A Toast To Durham

I saw a possible future for Durham last week. I hope it wasn't just a dream.

A Toast To Durham

I glanced into the future last Thursday.

After a work meeting at The Durham Hotel, I rushed over to Toast to pick up a grilled chicken panini for lunch so I wouldn’t keel over from starvation. Customers had taken up most of the outdoor seating; lounging under the umbrellas, finishing up their meals, giving no indication that they were in a hurry to leave. Why would they? The sun was partly shaded with a cool, ever-present breeze passing through the block. I sat down on a black metal bench outside the restaurants after making my panini order. A fusion of latin jazz and funk played over the Remedy Room loud speaker above my head. I never noticed it before and couldn’t recall if Whiskey or Criterion ever used it. More cyclists than cars passed through Five Points as I waited.

The vibes would’ve been immaculate if not for the droning construction equipment within ear shot, a descriptor that doesn’t narrow down your location in Durham without context these days. Construction noise aside, the experience had a European flavor to it: people eating outside with no concern for time, music playing in the public square, cyclists dominating the roads. Day after day, I dream of a Durham just like this.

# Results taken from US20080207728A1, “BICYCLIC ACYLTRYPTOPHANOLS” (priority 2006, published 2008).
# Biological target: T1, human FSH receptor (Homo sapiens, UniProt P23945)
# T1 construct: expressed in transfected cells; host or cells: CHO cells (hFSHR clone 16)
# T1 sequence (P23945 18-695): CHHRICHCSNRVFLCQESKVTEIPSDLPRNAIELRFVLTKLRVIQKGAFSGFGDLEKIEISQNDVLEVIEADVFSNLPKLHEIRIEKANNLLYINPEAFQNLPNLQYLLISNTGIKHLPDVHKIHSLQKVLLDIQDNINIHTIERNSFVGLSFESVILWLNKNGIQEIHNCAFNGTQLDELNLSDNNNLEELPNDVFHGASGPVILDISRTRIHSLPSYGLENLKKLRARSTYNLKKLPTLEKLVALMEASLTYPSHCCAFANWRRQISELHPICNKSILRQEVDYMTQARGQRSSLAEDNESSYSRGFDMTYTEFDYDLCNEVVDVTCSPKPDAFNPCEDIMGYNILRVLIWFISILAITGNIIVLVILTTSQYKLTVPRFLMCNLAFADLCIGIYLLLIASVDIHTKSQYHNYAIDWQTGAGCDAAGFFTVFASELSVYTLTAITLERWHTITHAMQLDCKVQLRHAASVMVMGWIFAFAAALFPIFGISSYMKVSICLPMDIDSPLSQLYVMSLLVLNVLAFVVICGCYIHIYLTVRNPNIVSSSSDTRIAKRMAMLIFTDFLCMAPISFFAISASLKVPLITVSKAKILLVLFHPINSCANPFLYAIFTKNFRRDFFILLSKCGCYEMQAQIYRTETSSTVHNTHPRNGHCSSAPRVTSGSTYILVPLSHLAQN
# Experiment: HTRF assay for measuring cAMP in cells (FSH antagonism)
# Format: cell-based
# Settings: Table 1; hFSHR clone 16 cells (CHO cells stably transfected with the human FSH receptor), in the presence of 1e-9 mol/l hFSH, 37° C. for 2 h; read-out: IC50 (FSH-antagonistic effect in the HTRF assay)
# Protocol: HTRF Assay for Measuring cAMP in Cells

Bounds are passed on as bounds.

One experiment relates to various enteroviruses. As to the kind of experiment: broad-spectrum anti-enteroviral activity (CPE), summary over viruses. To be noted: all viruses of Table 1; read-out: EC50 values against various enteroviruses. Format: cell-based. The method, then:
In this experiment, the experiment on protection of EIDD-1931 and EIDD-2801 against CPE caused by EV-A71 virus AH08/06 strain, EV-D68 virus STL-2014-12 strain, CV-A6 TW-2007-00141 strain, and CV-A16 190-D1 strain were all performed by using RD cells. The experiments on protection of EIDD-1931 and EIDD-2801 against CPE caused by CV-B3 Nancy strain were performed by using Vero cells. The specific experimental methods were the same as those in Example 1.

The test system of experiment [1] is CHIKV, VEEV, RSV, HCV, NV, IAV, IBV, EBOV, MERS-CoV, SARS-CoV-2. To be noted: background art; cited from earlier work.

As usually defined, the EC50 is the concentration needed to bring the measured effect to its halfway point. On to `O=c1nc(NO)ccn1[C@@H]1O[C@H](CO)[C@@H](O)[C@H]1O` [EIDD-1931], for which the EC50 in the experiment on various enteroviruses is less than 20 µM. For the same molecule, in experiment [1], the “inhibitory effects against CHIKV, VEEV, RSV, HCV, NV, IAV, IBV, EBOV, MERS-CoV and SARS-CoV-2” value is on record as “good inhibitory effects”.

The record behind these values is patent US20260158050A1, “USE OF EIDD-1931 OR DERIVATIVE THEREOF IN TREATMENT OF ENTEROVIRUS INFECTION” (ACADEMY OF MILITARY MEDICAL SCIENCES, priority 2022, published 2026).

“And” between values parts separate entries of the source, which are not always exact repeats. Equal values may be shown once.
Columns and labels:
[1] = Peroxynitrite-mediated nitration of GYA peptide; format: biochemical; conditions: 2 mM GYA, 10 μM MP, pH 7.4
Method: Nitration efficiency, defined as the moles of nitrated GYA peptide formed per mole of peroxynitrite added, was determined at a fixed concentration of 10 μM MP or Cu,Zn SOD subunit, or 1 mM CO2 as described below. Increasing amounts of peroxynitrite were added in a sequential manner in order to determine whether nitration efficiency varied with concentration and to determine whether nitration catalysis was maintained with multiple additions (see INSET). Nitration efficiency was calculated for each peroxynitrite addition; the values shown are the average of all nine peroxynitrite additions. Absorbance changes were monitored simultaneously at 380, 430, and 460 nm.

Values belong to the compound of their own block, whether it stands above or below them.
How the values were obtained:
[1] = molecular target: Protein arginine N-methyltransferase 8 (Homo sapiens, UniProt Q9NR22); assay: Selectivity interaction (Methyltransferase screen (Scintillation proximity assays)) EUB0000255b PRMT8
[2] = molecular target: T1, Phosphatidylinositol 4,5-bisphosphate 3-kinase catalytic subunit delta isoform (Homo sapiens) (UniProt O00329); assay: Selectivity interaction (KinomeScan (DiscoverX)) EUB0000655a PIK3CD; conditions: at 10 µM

Rob, one of the partners in Remedy Room and Rubies, popped out of the restaurant, waking me from my daydream. “Are you the one DJing?” I asked him. Didn’t I by Darondo had just come on while I was packing up to leave. “You know it.”

As I pedaled away, the lyrics chased after me.

“Didn’t I treat you right, now? Didn’t I do the best I could?”

Yes, Durham. You always have.